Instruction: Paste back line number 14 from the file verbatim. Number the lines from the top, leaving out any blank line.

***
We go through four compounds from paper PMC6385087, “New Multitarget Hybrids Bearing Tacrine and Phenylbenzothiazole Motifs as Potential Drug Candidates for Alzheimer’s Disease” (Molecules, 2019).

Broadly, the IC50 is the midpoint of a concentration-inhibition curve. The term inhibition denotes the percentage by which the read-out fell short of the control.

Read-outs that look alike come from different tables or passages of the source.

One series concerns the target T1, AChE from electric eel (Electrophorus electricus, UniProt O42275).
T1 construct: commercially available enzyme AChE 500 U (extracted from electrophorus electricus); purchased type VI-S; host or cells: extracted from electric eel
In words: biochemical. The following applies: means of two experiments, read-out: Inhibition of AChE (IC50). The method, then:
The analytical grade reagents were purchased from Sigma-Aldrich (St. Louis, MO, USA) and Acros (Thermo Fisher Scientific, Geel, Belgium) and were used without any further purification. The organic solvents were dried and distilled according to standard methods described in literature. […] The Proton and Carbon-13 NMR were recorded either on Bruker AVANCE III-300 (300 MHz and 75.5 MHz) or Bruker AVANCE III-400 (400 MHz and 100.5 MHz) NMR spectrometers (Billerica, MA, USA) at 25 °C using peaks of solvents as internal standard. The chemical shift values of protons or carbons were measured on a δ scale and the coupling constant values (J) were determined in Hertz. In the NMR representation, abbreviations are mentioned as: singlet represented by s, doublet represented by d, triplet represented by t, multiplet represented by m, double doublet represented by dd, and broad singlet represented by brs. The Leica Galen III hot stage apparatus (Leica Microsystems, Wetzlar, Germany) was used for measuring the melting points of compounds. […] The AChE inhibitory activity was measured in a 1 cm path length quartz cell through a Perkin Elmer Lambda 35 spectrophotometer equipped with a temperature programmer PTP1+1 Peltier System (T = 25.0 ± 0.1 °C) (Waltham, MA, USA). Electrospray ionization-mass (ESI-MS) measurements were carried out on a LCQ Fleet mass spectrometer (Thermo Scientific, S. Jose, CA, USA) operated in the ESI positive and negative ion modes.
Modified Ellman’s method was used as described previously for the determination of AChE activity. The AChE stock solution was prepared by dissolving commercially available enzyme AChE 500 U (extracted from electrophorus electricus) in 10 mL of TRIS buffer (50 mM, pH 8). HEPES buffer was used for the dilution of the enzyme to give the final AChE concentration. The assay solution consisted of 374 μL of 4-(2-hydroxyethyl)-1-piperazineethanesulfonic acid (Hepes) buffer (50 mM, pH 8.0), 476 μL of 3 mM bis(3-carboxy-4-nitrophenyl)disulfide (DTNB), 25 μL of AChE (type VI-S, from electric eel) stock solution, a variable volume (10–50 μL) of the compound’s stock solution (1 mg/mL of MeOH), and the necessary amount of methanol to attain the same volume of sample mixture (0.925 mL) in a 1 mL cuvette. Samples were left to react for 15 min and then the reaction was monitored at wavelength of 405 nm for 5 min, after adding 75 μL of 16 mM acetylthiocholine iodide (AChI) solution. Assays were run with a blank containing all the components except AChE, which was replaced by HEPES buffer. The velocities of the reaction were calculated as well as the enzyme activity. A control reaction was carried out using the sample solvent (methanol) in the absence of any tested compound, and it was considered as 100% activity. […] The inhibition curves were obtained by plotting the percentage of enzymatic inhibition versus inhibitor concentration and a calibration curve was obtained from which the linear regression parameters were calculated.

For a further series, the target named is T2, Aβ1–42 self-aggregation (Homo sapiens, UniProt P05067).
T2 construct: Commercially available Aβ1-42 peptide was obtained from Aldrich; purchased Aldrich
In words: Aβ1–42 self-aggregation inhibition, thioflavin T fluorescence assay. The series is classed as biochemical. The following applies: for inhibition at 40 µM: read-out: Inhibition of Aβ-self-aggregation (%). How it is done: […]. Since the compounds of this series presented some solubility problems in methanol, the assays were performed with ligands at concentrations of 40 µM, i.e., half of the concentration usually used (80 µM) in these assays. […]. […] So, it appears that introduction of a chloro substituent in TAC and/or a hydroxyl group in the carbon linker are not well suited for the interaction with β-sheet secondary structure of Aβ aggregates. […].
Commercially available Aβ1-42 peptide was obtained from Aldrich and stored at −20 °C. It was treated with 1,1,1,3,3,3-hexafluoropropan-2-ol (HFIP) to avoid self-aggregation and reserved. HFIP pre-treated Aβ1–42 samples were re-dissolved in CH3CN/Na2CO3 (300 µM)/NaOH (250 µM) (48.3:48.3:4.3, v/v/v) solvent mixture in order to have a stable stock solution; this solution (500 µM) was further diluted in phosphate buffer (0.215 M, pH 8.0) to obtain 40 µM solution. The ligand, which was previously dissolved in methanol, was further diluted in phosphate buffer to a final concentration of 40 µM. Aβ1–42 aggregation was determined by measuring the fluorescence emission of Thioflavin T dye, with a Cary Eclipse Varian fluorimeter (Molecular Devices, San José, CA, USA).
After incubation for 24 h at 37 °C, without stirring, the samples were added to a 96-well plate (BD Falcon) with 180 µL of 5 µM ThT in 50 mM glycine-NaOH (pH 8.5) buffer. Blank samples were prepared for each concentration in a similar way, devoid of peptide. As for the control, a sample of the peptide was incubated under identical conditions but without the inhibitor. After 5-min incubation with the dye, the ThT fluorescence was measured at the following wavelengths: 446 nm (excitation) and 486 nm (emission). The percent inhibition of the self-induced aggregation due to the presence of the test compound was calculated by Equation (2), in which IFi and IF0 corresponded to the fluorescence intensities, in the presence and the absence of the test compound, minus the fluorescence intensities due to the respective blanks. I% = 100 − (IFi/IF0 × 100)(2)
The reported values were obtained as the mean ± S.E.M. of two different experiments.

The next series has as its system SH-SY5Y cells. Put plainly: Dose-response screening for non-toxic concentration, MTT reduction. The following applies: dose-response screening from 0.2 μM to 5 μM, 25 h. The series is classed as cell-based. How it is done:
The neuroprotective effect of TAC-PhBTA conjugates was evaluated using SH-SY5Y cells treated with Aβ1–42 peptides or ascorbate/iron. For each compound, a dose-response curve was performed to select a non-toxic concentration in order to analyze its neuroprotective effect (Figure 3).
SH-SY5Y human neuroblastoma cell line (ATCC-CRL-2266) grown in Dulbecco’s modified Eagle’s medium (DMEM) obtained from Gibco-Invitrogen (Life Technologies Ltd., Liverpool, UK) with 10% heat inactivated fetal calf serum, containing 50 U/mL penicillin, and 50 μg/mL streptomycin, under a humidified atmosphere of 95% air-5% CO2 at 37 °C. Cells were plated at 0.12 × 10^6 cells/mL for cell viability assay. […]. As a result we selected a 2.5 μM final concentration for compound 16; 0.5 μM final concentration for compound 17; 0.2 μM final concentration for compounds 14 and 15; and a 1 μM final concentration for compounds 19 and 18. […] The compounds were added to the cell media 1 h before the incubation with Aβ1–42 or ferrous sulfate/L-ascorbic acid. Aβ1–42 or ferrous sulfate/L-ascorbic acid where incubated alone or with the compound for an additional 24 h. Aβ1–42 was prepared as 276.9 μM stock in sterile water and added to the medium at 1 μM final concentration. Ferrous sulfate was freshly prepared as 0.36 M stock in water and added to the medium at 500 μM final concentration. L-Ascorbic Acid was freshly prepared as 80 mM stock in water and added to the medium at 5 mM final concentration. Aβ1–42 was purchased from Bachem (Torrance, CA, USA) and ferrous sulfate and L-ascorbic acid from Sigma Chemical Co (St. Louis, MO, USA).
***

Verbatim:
The reported values were obtained as the mean ± S.E.M. of two different experiments.